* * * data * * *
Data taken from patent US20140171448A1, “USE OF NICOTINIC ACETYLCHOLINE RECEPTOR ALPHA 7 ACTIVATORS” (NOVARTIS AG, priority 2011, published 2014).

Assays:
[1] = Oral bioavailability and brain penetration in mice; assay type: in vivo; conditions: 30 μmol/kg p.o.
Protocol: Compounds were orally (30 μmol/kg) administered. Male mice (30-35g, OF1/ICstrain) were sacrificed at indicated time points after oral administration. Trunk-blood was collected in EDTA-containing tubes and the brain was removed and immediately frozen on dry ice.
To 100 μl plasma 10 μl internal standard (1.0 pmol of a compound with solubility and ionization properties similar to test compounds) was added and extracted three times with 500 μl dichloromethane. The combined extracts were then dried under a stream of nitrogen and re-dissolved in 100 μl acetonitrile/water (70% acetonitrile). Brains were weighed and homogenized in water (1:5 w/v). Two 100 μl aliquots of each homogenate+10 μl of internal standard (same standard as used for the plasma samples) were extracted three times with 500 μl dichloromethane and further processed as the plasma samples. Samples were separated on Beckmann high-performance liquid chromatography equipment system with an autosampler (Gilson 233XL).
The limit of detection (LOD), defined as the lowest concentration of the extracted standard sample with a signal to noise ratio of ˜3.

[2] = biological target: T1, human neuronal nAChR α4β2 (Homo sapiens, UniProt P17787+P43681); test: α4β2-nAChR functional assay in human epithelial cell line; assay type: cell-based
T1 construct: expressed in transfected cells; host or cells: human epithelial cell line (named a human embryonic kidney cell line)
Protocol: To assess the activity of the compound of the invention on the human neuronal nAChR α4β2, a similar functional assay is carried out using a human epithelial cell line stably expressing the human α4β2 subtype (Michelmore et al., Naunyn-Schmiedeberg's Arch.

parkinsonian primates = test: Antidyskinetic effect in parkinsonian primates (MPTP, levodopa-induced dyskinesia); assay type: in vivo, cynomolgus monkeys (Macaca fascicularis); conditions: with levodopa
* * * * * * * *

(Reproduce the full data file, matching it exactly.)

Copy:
Data taken from patent US20140171448A1, “USE OF NICOTINIC ACETYLCHOLINE RECEPTOR ALPHA 7 ACTIVATORS” (NOVARTIS AG, priority 2011, published 2014).

Assays:
[1] = Oral bioavailability and brain penetration in mice; assay type: in vivo; conditions: 30 μmol/kg p.o.
Protocol: Compounds were orally (30 μmol/kg) administered. Male mice (30-35g, OF1/ICstrain) were sacrificed at indicated time points after oral administration. Trunk-blood was collected in EDTA-containing tubes and the brain was removed and immediately frozen on dry ice.
To 100 μl plasma 10 μl internal standard (1.0 pmol of a compound with solubility and ionization properties similar to test compounds) was added and extracted three times with 500 μl dichloromethane. The combined extracts were then dried under a stream of nitrogen and re-dissolved in 100 μl acetonitrile/water (70% acetonitrile). Brains were weighed and homogenized in water (1:5 w/v). Two 100 μl aliquots of each homogenate+10 μl of internal standard (same standard as used for the plasma samples) were extracted three times with 500 μl dichloromethane and further processed as the plasma samples. Samples were separated on Beckmann high-performance liquid chromatography equipment system with an autosampler (Gilson 233XL).
The limit of detection (LOD), defined as the lowest concentration of the extracted standard sample with a signal to noise ratio of ˜3.

[2] = biological target: T1, human neuronal nAChR α4β2 (Homo sapiens, UniProt P17787+P43681); test: α4β2-nAChR functional assay in human epithelial cell line; assay type: cell-based
T1 construct: expressed in transfected cells; host or cells: human epithelial cell line (named a human embryonic kidney cell line)
Protocol: To assess the activity of the compound of the invention on the human neuronal nAChR α4β2, a similar functional assay is carried out using a human epithelial cell line stably expressing the human α4β2 subtype (Michelmore et al., Naunyn-Schmiedeberg's Arch.

parkinsonian primates = test: Antidyskinetic effect in parkinsonian primates (MPTP, levodopa-induced dyskinesia); assay type: in vivo, cynomolgus monkeys (Macaca fascicularis); conditions: with levodopa